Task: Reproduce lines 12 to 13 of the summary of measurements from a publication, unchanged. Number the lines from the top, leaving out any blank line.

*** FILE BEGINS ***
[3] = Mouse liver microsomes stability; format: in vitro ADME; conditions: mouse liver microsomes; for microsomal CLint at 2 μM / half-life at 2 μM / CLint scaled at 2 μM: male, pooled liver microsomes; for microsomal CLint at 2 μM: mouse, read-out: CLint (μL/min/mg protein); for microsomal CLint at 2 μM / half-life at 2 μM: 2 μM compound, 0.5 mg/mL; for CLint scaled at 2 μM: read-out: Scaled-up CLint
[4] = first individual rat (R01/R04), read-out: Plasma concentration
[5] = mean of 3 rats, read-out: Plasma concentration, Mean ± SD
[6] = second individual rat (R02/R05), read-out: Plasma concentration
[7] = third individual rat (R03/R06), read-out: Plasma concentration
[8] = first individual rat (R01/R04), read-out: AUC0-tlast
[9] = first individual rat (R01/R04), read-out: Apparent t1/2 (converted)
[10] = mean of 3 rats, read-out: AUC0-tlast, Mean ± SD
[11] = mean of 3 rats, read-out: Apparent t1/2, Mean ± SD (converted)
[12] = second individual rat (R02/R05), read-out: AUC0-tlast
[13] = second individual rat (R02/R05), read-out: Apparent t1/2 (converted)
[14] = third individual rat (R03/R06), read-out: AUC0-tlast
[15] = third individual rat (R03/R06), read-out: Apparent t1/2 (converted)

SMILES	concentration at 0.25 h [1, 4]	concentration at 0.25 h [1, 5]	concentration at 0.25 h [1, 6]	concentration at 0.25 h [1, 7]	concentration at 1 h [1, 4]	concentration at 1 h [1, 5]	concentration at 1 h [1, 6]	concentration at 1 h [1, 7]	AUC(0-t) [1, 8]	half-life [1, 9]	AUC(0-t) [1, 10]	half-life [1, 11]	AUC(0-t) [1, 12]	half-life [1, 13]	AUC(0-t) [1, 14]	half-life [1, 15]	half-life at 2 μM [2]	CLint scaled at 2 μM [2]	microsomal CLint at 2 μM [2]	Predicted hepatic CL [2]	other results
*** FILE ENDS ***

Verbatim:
[14] = third individual rat (R03/R06), read-out: AUC0-tlast
[15] = third individual rat (R03/R06), read-out: Apparent t1/2 (converted)